So, I need an ftp Server for my dlink IP cameras that are silly enough to still not supporting sftp and I’m silly enough to not being able to get their smb option working with macOS shares… ;)
Inetutils/gftpd: I’ve been running into the same auth issues as Fort (s.above) and still don’t get that working (I assume gftpd is incompatible with macOS’s Open Directory method and I wasn’t brave enough to manually patching /etc/passwd… ;D)
So, I gave up and finally came across an app simply called ‘FTP Server’ working very well for me on Mojave 10.14.3! – You’ll find it for some bucks at the Mac App Store…
I also installed this commercial FTP server (“FTP Server” in the app store) on Mojave, and it works fine. If you don’t have homebrew on your system, I’d say the $4.99 is a cheaper way to go.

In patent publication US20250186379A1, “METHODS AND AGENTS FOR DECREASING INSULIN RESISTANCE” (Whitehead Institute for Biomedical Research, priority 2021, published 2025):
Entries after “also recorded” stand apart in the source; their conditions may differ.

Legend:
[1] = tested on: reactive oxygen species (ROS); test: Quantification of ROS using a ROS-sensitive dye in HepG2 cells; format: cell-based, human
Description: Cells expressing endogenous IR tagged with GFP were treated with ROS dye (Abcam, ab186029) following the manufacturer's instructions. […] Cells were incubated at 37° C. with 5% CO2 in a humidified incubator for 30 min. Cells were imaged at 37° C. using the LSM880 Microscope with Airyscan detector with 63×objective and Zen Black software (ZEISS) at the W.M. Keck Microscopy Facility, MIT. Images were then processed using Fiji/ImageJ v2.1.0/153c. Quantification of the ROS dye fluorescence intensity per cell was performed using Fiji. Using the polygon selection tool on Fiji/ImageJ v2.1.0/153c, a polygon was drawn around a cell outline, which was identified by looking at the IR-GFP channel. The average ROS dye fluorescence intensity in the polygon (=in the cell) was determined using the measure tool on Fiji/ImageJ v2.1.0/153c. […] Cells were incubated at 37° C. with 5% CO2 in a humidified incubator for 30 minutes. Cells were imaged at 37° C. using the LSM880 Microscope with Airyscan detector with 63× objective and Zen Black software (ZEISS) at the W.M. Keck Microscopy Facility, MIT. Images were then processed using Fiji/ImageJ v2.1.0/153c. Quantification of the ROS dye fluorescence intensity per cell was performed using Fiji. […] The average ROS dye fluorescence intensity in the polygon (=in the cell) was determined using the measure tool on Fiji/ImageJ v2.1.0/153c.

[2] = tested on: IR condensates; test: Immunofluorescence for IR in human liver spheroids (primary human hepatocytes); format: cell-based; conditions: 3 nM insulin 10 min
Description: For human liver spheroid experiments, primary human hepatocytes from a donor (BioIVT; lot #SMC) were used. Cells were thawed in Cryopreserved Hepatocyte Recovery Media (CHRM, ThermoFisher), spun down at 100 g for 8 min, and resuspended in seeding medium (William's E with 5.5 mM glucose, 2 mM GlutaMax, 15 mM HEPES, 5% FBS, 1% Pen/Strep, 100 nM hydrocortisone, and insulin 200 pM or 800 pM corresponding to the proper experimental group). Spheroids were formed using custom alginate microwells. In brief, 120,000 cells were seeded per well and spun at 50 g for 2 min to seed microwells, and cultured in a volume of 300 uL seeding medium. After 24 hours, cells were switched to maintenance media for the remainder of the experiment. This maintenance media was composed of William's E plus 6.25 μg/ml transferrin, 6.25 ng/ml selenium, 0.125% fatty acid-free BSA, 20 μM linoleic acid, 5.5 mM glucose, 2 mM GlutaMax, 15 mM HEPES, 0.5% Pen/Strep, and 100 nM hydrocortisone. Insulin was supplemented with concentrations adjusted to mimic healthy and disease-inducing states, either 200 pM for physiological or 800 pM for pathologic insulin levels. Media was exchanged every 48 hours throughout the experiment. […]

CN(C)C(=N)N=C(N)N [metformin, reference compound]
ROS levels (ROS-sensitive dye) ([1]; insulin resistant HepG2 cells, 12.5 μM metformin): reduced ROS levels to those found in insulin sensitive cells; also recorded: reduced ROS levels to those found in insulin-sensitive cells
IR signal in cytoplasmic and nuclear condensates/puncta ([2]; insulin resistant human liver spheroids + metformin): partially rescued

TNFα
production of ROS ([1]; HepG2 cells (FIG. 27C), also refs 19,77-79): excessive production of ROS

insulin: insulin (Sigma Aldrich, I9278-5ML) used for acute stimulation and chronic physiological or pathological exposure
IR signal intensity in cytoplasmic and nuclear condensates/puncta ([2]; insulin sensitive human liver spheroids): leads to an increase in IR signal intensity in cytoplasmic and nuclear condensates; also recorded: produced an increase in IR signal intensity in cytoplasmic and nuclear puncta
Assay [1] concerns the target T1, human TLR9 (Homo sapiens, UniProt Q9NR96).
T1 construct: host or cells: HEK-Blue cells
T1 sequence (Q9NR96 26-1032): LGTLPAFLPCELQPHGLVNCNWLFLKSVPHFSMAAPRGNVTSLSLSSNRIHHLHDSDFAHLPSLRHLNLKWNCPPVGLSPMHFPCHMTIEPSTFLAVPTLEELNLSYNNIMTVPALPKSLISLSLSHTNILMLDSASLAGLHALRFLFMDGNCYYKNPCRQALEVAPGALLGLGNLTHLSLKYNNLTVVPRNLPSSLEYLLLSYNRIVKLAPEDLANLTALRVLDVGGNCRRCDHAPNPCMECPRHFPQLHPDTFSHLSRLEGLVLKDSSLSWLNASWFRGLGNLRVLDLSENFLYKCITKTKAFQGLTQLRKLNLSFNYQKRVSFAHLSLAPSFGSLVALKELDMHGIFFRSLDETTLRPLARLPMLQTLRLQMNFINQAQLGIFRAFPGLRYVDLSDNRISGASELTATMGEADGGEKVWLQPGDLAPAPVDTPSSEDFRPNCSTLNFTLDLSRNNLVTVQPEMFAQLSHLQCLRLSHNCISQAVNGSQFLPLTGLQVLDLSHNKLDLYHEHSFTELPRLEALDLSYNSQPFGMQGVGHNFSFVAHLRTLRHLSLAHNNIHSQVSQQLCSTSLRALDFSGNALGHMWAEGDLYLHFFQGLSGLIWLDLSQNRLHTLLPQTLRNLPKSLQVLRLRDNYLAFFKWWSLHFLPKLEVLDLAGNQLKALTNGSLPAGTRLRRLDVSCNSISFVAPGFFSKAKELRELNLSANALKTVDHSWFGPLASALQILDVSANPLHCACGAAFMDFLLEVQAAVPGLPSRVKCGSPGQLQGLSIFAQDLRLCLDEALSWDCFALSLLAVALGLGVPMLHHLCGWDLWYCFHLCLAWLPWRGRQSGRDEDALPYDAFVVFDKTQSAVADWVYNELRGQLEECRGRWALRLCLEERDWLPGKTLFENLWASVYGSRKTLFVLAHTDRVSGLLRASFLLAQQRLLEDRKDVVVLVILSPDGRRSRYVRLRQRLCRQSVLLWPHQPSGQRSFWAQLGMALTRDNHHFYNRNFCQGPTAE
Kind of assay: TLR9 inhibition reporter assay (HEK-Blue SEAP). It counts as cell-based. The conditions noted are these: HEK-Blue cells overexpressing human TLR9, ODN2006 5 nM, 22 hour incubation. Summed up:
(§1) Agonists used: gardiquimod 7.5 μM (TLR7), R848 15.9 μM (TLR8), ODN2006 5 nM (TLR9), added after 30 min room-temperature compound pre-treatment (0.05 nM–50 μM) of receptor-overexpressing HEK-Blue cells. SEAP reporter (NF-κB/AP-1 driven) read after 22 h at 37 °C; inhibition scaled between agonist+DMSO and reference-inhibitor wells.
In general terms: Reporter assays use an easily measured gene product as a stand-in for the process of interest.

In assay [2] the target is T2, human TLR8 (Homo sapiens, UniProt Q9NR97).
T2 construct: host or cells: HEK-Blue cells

None of this seems to work on Mojave 10.14.2.
I tried to run “brew install tnftpd” and got “You may need super-user privileges to run this program properly.”
So then I ran “sudo brew install tnftpd” and got “Running Homebrew as root is extremely dangerous and no longer supported.”
Next I ran “brew install tnftpd” and got “tnftpd 20100324 is already installed and up-to-date.”
Finally I ran “ftpd” and got “command not found.”
If you just need to squirt a file off from time to time with ftp, just copy the /usr/bin/ftp program from Mavericks, or perhaps later versions… it works just fine and you won’t clutter up your system with all this other stuff.
How can I run a FTP server after I installed inetutils?
I too would like to know this.
To start FTP server you must run FTPD which is the ftp daemon.
Assuming user has standard shell, command then is:
Starts the server.
Then ftp to the IP, login with standard shell.
More info, general as per GNU (inetutils origin)
first of all, just entering ftpd reports “command not found”,
so i had to:
gives error: 550 Can’t set gid.
if i try my own user account, it says: 530 Login incorrect
do you have any better instructions to get this to work?
If you don’t have ftpd installed then ftpd will not run. But you should use sftp not ftp, ftp is not secure.
Here’s how you can fix “Command not found” errors